By: Kyla Dowling, Staff Writer
DAY 1 – March 17, 2020
It’s nearly 8:30 a.m., which means it’s time for class. I’ve been laying on the ground of Images Theatre since 7:21 p.m. yesterday, when Annie had a meltdown upon finding out about a paper she had due and carelessly dropped me on the floor. No one’s been in here since, but I’m sure no student in their right mind would leave me on the ground. I’m a retractable pen with a gel grip, for God’s sake. I’m purple. There’s no way a student wouldn’t snatch me off the ground, precariously balancing their Starbucks cup (even though Renaissance is right there), their iPad, and the notebook they barely use because of said iPad — no, that iPad doesn’t make me self-conscious and feel kind of obsolete. Shut up.
Half of these kids have been surviving using a single mechanical pencil for in-class essays all semester. And even if no one puts me to good use, I’m sure Annie will come back for me. I’ve been with her since high school. I helped write bad poetry, goddammit.
So I wait. And wait. And wait. And yet, somehow, no students enter. Maybe class was cancelled, I think, but no one comes in for the whole day.
Images Theatre is still as empty as the heads of every SFU student.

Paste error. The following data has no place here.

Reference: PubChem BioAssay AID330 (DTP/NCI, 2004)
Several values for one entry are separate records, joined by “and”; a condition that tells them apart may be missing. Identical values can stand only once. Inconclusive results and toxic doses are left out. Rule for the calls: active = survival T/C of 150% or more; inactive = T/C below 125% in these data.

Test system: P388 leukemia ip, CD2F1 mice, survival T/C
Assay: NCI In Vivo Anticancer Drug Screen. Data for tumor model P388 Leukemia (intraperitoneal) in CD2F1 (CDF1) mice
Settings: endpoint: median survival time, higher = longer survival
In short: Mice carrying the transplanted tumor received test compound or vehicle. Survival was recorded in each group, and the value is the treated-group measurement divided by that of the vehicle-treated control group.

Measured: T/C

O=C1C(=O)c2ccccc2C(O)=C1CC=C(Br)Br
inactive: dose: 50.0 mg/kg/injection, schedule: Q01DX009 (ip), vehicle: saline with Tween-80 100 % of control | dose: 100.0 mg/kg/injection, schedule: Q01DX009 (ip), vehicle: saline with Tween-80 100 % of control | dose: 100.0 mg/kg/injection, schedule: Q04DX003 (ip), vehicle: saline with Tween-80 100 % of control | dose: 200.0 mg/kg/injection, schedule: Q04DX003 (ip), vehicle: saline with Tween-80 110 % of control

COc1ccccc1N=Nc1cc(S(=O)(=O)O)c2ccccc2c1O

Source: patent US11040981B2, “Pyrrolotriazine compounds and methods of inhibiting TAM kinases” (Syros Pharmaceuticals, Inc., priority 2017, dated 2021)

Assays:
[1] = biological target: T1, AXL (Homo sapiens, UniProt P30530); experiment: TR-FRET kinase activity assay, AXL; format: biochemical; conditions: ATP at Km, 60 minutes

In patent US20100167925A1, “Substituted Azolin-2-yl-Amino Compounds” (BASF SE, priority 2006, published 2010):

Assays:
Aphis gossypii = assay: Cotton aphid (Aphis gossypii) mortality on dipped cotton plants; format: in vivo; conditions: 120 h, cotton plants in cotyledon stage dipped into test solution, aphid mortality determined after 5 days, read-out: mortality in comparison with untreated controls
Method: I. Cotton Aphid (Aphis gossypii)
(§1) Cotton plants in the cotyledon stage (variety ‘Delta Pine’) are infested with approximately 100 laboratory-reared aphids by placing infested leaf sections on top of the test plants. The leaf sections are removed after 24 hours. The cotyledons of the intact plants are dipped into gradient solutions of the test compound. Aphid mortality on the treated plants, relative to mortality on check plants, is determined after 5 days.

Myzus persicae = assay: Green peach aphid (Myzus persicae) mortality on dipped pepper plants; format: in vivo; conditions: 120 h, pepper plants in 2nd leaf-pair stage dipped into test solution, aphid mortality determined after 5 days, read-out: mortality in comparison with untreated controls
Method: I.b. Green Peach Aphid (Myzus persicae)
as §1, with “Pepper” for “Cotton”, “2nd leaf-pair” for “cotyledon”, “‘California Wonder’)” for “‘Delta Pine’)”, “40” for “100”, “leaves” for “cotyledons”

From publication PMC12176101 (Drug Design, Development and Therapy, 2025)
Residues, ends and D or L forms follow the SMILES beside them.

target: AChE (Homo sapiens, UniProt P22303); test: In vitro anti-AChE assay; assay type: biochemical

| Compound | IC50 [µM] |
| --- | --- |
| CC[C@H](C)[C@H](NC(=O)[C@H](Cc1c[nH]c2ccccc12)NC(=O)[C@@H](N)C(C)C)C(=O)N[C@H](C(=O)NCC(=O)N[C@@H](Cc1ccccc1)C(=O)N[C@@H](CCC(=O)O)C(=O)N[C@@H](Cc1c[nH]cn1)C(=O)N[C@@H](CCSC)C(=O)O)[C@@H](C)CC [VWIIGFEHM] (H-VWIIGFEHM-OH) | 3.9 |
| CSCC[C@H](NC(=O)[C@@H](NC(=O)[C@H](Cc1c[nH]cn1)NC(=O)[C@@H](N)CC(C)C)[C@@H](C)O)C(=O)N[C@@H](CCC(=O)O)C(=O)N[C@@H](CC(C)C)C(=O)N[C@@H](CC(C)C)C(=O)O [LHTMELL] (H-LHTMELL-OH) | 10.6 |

Hey, maybe SFU implemented another reading week so students can relax for once!
. . . Wait, that implies that SFU cares about students’ mental health. Never mind.
It’s Saturday. It’s Saturday, and yet not a single student has snuck into Images Theatre with popcorn and a bottle of wine to watch Mamma Mia and Mamma Mia: Here We Go Again!. Something has to be wrong. Who in their right mind would deny the serotonin that ABBA brings? And on a big screen, no less?
At least this means I don’t have to listen to that one World War II-obsessed white guy play devil’s advocate.
I fear I will never hear Pierce Brosnan’s horrible singing voice as Dad #3 in Mamma Mia again.
One of the rats came up from downtown RCB. He was chattering on about “Tick Tock” and “representation” and being the rat of everyone’s dreams. “Viva the ratvolution,” I said, just in case the rats had overthrown the humans and needed use for a pen.
People used to chew on the end of me. They’d pretend it was because they were focusing, but really they just had an oral fixation.
I miss Freud lectures.
I don’t know who I am anymore. I think I might be a human writing a narrative about a pen.
The door opened.
A faint amount of light from the hallway came streaming in, illuminating the dust that had settled on top of me. Finally. After all this time, I would be saved. The humans had survived the ratvolution and were coming back to classes. I didn’t know what I was excited for more: to take mediocre notes on sex scenes in cinema (what the fuck is Communication) or to be neatly put away in a pencil holder in someone’s concrete dorm room. For the first time in a long time, I felt hope.
I was greeted not by someone, but something. It somehow had even darker eyebags than the students at this school, but with the added touch of fur. Scuttling toward me, it picked me up in its little gremlin hands. The feeling of being touched for the first time in a year was astonishing. I was equally repulsed and horny.
The being gripped my gel handle tight and raised me from perdition, bringing me into the hallway of RCB and into a humanless world.
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